State Minister for Labour and Social Security, Hon. Andrew Gallimore, is optimistic that Jamaica can catch up with the rest of the world in terms of its productivity levels.
State Minister for Labour and Social Security, Hon. Andrew Gallimore
Speaking at a forum held on Wednesday (June 23) at the Jamaica Employers’ Federation (JEF) headquarters in St. Andrew, Mr. Gallimore stated that Jamaica is “far back in the pack, but there is hope,” pointing to gains made through the Jamaica Productivity Centre.
He noted that increasing productivity is critical to achieving sustained growth and enhancing the country’s competitiveness.
“If we are able to improve our total factor productivity then it is going to result in our GDP (gross domestic product) being increased.it will allow us to minimise the unit cost of production, it will allow us to make better quality products and deal with more diverse selection of products and of course, it will increase the market share that we so desperately need in the global marketplace,” he pointed out.
Mentioning some of the factors affecting the productivity of firms, Mr. Gallimore pointed to the high cost of electricity, deficiencies in transportation, and high security costs, which he admitted, were often outside of their control.
He noted, however, that some firms have not been proactive in putting systems in place to optimize their level of output, including key performance indicators, providing training for workers, and benchmarking information.
Research Fellow at the Sir Arthur Lewis Institute of Social and Economic Studies at the University of the West Indies, Mona, Dr. Peter John Gordon, in his contribution, cited a World Bank study, which stated that sluggish growth in Latin American and the Caribbean was due largely to slower productivity growth, and that the region’s current productivity level was about half its potential.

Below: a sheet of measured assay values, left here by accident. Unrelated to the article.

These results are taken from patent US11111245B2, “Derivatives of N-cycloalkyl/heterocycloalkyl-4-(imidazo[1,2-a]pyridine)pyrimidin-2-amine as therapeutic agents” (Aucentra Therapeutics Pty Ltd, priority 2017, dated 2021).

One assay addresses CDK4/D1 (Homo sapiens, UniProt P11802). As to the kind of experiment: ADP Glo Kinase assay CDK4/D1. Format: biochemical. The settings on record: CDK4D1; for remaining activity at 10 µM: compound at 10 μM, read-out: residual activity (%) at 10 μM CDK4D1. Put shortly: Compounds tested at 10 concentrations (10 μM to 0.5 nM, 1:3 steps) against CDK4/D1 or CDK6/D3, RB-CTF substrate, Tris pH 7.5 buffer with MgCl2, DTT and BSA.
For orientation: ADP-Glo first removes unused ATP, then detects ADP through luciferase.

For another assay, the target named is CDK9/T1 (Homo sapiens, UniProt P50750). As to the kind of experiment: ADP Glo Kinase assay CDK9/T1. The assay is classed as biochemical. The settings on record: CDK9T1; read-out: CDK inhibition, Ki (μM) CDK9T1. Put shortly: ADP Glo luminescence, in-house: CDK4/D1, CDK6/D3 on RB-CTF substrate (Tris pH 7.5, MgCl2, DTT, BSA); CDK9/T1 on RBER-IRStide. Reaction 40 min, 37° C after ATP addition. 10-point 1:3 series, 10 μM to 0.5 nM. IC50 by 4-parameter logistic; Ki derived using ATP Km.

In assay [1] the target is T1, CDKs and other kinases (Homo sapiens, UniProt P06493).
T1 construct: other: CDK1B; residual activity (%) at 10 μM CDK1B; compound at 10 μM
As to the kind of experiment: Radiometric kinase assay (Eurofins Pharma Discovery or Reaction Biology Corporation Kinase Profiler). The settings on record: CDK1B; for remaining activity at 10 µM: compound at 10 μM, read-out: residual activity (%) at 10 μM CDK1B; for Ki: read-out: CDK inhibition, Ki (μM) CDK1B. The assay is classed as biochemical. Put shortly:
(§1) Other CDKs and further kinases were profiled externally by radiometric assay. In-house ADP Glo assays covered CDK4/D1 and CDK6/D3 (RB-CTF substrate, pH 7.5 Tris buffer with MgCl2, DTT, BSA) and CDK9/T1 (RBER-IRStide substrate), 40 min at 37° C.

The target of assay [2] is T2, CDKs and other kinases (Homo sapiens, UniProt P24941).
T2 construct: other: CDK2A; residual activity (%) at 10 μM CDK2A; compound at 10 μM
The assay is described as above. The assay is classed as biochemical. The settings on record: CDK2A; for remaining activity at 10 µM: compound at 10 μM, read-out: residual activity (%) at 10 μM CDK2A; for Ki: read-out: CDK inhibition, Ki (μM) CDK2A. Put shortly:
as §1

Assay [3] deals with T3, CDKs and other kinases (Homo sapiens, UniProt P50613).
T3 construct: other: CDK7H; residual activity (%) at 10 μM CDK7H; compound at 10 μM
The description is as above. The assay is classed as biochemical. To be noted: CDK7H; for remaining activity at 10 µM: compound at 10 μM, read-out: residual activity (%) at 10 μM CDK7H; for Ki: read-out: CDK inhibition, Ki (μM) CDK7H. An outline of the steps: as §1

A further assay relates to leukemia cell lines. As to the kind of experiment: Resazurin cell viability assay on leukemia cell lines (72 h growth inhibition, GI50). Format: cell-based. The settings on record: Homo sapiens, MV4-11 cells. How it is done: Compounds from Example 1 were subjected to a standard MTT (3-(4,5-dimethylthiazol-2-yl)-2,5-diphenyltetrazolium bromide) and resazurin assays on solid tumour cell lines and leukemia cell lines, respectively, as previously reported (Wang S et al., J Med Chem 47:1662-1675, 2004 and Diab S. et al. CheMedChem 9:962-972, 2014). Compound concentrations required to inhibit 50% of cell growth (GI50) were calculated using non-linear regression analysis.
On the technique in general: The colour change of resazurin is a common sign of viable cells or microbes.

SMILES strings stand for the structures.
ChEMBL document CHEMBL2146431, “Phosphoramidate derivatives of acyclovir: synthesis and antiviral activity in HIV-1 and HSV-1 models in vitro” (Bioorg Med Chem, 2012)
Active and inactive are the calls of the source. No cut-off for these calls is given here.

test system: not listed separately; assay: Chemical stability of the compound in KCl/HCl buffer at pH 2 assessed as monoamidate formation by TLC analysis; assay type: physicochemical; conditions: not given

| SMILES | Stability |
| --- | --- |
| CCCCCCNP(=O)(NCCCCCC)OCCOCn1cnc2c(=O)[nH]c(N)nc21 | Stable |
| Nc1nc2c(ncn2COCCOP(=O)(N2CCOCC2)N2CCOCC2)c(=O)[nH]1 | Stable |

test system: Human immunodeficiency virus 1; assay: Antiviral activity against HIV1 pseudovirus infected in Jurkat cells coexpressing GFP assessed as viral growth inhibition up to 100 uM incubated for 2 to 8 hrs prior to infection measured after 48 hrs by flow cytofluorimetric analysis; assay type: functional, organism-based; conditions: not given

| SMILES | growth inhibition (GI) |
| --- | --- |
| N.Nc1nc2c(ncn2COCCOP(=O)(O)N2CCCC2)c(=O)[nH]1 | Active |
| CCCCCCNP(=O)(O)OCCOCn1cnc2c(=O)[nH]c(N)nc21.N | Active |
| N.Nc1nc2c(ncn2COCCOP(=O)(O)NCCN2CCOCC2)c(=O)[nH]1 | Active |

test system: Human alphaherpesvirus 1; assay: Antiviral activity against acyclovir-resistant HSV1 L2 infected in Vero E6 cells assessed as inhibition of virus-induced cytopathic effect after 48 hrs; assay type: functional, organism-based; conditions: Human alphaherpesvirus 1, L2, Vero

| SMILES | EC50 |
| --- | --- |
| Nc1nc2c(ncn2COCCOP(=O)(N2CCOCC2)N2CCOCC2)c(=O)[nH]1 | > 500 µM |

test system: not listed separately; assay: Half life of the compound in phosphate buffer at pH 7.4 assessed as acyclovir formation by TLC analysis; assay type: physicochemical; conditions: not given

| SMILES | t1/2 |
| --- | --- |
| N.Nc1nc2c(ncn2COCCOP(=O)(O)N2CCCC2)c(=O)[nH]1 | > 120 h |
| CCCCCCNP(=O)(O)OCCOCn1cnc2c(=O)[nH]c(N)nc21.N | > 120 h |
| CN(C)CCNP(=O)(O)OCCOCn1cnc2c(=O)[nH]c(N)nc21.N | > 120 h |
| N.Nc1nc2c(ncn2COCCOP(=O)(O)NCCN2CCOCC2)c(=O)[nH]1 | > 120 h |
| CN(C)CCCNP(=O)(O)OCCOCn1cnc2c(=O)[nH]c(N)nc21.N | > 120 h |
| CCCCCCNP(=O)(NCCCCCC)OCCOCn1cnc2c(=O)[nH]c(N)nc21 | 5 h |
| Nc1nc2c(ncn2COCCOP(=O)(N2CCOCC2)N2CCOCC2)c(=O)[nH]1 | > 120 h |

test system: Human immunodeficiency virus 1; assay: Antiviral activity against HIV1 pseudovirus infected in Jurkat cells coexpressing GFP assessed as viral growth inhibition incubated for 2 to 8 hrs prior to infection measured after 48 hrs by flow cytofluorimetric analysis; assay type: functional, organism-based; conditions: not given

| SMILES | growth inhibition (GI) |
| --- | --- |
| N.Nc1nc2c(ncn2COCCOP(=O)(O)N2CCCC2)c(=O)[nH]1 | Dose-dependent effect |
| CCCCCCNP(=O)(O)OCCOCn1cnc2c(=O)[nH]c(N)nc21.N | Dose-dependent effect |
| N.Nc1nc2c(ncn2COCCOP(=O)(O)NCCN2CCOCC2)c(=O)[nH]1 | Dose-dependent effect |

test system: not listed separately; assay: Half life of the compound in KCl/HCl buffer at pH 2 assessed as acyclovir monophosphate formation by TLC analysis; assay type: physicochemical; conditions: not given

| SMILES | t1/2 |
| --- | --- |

The study titled: ‘The Age of Productivity: Transforming Economies from the Bottom Up’, also found that the income per capita gap of the region in relation to the United States would largely disappear if the productivity gap was closed.
To correct the productivity deficiencies in Jamaica, Dr. Gordon suggested that productivity should be made a central theme of public discourse and that the Government should disseminate the effects of policy on long-term productivity and incorporate business and labour in the policy debate at the highest level.
Yesterday’s forum, a collaborative effort of the Jamaica Productivity Centre, the JEF and the Jamaica Confederation of Trade Unions, was held under the theme: ‘Transforming Enterprises Through Productivity’.
The objective was to identify practical solutions that will drive enterprise productivity and enhance economic growth.